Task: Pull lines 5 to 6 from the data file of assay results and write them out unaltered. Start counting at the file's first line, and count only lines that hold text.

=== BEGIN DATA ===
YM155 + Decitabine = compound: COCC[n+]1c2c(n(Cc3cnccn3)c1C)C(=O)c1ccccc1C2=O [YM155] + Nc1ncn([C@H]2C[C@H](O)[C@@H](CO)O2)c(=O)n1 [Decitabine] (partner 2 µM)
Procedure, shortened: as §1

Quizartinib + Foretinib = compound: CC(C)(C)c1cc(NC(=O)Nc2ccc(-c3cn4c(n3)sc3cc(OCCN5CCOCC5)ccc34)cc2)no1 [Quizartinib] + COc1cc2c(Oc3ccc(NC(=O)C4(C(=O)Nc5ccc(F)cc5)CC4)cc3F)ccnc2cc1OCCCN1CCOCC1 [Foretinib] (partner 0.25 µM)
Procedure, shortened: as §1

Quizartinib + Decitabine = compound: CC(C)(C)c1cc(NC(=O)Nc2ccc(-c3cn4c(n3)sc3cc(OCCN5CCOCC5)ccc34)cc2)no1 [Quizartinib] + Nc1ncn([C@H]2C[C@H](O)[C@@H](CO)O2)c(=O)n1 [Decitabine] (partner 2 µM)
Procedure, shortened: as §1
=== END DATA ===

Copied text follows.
Quizartinib + Decitabine = compound: CC(C)(C)c1cc(NC(=O)Nc2ccc(-c3cn4c(n3)sc3cc(OCCN5CCOCC5)ccc34)cc2)no1 [Quizartinib] + Nc1ncn([C@H]2C[C@H](O)[C@@H](CO)O2)c(=O)n1 [Decitabine] (partner 2 µM)
Procedure, shortened: as §1